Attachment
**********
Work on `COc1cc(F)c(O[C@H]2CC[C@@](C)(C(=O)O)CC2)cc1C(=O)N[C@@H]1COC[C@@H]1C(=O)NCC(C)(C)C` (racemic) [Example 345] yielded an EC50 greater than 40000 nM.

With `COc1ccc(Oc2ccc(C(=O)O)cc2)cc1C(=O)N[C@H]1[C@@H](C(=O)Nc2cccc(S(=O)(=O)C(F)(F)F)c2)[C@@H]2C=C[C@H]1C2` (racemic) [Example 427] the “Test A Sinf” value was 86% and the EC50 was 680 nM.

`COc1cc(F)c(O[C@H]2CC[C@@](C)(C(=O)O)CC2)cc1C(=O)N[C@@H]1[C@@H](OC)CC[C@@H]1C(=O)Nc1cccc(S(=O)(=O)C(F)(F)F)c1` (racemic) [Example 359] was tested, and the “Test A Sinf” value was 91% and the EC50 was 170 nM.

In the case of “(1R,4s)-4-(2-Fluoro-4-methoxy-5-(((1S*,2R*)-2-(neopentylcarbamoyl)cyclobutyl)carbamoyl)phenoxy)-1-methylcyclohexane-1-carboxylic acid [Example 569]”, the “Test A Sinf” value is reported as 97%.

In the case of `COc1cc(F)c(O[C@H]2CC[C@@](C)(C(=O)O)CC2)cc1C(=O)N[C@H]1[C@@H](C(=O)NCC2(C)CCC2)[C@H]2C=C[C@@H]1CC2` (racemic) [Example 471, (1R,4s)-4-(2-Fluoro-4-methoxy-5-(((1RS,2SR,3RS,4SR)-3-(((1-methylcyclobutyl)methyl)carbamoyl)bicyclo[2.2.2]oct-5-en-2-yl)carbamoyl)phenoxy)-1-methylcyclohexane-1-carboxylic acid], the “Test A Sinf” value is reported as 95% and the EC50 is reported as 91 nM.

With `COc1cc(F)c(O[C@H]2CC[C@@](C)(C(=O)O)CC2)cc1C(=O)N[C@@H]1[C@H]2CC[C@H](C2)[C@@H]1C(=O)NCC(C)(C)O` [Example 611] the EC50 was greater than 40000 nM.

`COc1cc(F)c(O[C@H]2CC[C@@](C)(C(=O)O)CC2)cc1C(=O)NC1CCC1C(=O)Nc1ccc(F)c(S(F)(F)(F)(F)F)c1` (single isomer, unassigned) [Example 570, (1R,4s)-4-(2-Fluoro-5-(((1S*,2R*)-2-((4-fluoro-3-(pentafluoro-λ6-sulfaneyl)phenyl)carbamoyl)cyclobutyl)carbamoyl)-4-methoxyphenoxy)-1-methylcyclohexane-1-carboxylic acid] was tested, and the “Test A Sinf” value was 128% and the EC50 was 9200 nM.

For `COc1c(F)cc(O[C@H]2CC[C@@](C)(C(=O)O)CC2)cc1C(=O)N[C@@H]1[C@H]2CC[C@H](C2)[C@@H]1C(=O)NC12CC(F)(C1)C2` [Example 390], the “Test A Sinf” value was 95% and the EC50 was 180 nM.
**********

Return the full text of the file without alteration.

Work on `COc1cc(F)c(O[C@H]2CC[C@@](C)(C(=O)O)CC2)cc1C(=O)N[C@@H]1COC[C@@H]1C(=O)NCC(C)(C)C` (racemic) [Example 345] yielded an EC50 greater than 40000 nM.

With `COc1ccc(Oc2ccc(C(=O)O)cc2)cc1C(=O)N[C@H]1[C@@H](C(=O)Nc2cccc(S(=O)(=O)C(F)(F)F)c2)[C@@H]2C=C[C@H]1C2` (racemic) [Example 427] the “Test A Sinf” value was 86% and the EC50 was 680 nM.

`COc1cc(F)c(O[C@H]2CC[C@@](C)(C(=O)O)CC2)cc1C(=O)N[C@@H]1[C@@H](OC)CC[C@@H]1C(=O)Nc1cccc(S(=O)(=O)C(F)(F)F)c1` (racemic) [Example 359] was tested, and the “Test A Sinf” value was 91% and the EC50 was 170 nM.

In the case of “(1R,4s)-4-(2-Fluoro-4-methoxy-5-(((1S*,2R*)-2-(neopentylcarbamoyl)cyclobutyl)carbamoyl)phenoxy)-1-methylcyclohexane-1-carboxylic acid [Example 569]”, the “Test A Sinf” value is reported as 97%.

In the case of `COc1cc(F)c(O[C@H]2CC[C@@](C)(C(=O)O)CC2)cc1C(=O)N[C@H]1[C@@H](C(=O)NCC2(C)CCC2)[C@H]2C=C[C@@H]1CC2` (racemic) [Example 471, (1R,4s)-4-(2-Fluoro-4-methoxy-5-(((1RS,2SR,3RS,4SR)-3-(((1-methylcyclobutyl)methyl)carbamoyl)bicyclo[2.2.2]oct-5-en-2-yl)carbamoyl)phenoxy)-1-methylcyclohexane-1-carboxylic acid], the “Test A Sinf” value is reported as 95% and the EC50 is reported as 91 nM.

With `COc1cc(F)c(O[C@H]2CC[C@@](C)(C(=O)O)CC2)cc1C(=O)N[C@@H]1[C@H]2CC[C@H](C2)[C@@H]1C(=O)NCC(C)(C)O` [Example 611] the EC50 was greater than 40000 nM.

`COc1cc(F)c(O[C@H]2CC[C@@](C)(C(=O)O)CC2)cc1C(=O)NC1CCC1C(=O)Nc1ccc(F)c(S(F)(F)(F)(F)F)c1` (single isomer, unassigned) [Example 570, (1R,4s)-4-(2-Fluoro-5-(((1S*,2R*)-2-((4-fluoro-3-(pentafluoro-λ6-sulfaneyl)phenyl)carbamoyl)cyclobutyl)carbamoyl)-4-methoxyphenoxy)-1-methylcyclohexane-1-carboxylic acid] was tested, and the “Test A Sinf” value was 128% and the EC50 was 9200 nM.

For `COc1c(F)cc(O[C@H]2CC[C@@](C)(C(=O)O)CC2)cc1C(=O)N[C@@H]1[C@H]2CC[C@H](C2)[C@@H]1C(=O)NC12CC(F)(C1)C2` [Example 390], the “Test A Sinf” value was 95% and the EC50 was 180 nM.